Susan Peirce joined Broward College as executive director of development and campaigns. She is also chairing an international fundraising conference, serving on the board of HOPE South Florida to transition families out of homelessness, and cooking on weekends at Boca Helping Hands. Life is crazy good and busy! Please keep the alumnae tradition of making your annual gift to Chatham!

’83

Leslie Beres-Sochka was honored

to be selected to receive a Cornerstone Award during the 2013 Reunion. Her family is fine and attended Reunion with her! She is no longer on the Alumni Board, but she continues to volunteer for Chatham. Leslie continues to work for the New Jersey State Health Department. She had a lot of work-related events this past year, including contributing to two articles in the Morbidity and Mortality Weekly Report. She is the president of the National Birth Defects Prevention Network.

Gretchen Rittmeyer McCabe still sings in the choir at St. Alexis. She and her husband, Larry, celebrated their 50th wedding anniversary in April and their 18th grandchild is on the way.  Still enjoying a very active life with the five grandchildren in the Pittsburgh area and traveling to visit the others.

’84

Gail Ruszczyk Emery’s son CJ (14)

graduated from middle school and son Chris (12) is a 7th grader. Gail had a wonderful time at the June 2013 Reunion, where she caught up with Sharon Nuskey ‘83 and Leslie Beres Sochka ‘83. She had a fabulous stay at Rea House for Reunion and looks forward to doing it again in June 2014 for her 30th Reunion! Class party plans are already underway – ‘84 had over 30 return for the 25th, would love to see more for the 30th! Send Gail a text message or email, she’ll get you on the list!

Virginia Lunde Mayne has had an interesting couple of years. She was recently promoted to associate registrar at Gordon College in Wenham, MA, and recently divorced; the two are not related. She has moved, and she is breathing deeply the atmosphere of peace, calm, and fresh start. Her daughters (20 and 16) are adjusting as best they can, but overall, things are good.

’85

Pinette Sofranko retired in 2011

and moved to Tennessee to be near her daughter and two grandchildren. She is incredibly happy to watch both her granddaughter and grandson grow. She plays golf every week with a league comprised of amazing women who range in age from mid-40’s to 80 years-old. She also just 23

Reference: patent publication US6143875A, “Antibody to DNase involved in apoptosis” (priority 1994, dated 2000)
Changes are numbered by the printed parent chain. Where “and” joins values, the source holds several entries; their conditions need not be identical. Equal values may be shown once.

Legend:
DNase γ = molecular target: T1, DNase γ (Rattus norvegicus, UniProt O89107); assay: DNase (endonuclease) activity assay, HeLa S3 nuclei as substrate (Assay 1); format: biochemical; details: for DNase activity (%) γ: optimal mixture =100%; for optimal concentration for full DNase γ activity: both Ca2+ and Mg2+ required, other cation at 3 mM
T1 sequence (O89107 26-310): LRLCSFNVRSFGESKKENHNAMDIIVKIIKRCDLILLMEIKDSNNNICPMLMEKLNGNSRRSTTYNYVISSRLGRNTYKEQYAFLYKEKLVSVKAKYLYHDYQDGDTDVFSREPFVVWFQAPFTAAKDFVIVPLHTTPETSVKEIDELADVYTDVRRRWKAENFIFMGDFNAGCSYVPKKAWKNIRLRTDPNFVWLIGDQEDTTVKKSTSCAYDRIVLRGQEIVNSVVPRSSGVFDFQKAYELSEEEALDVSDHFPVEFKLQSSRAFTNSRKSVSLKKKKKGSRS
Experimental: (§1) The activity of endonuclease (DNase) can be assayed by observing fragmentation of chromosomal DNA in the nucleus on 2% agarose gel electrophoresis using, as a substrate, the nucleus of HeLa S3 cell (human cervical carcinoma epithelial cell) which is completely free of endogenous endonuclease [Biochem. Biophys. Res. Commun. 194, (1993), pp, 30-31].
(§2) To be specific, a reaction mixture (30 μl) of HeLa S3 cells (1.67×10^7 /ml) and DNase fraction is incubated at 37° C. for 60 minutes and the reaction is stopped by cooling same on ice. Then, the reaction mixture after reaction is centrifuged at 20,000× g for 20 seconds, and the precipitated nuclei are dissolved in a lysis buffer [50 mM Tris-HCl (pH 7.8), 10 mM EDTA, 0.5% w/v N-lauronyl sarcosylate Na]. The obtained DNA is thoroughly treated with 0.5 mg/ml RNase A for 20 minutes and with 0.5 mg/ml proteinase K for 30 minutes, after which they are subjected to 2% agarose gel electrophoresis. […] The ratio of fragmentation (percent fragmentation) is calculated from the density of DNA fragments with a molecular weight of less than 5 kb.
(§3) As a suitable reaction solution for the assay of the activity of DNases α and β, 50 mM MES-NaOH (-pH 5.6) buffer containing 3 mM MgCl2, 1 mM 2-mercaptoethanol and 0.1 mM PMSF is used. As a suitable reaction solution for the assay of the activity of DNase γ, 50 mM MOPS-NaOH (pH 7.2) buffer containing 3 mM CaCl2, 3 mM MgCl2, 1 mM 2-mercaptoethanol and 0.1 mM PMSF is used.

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landed a part-time job to keep herself busy and her mind active.

’86

Denice Hallstein continues to live in

Northampton, MA with her wife Zita, two dogs, and only one of three sons left at home. She and Zita traveled several times this year including a trip to Portugal and a trip to Paris. Denice now has a graduate degree in animal behavior and has her own business as an animal behavior consultant helping people to solve their pet’s behavior problems.

’87

Danna Aitken-Bigenho just held a rally in Goshen, NY to support the Second Amendment and to repeal the NY Secure Ammunition and Firearms Enforcement Act as a member of the New York Revolution. In addition, she recently received her certification as a drug and alcohol counselor. She is working on her dissertation in order to complete her PhD in General Psychology via Capella University. Sharon Elder Thayer earned her Master of Education from Anna Maria College in May and is working in a school in Oxford, MA.

’88

Jen Mathis McAllister is an attorney

in solo practice in San Jose, CA, where she practices business and employment law and legal risk management.

Championship and is searching for the perfect engineering/crew college. Daughter Heather competitively dances and cheers and has qualified to go to the National All American Pageant which teaches young girls interviewing skills and confidence. Husband, Mike, is a great supporter of everyone in the family!

’90

Patti Gordon has an internet radio show, hempradio.com, and is the Orange County Representative for the National Organization for the Reform of Marijuana Laws (NORML) Women’s Alliance. Her latest project is to help the planet by replacing plastic and paper bags with the Hemp Grocery Tote that she has designed and produced.

’91

Lori Framiglio is still living spitting

distance from the campus, and is working at the GNC corporate office in Product Development and launching lots of exciting new products. She enjoyed a second trip to Switzerland this summer with a fun group of Pittsburghers – vineyards with the Alps in the distance as a backdrop!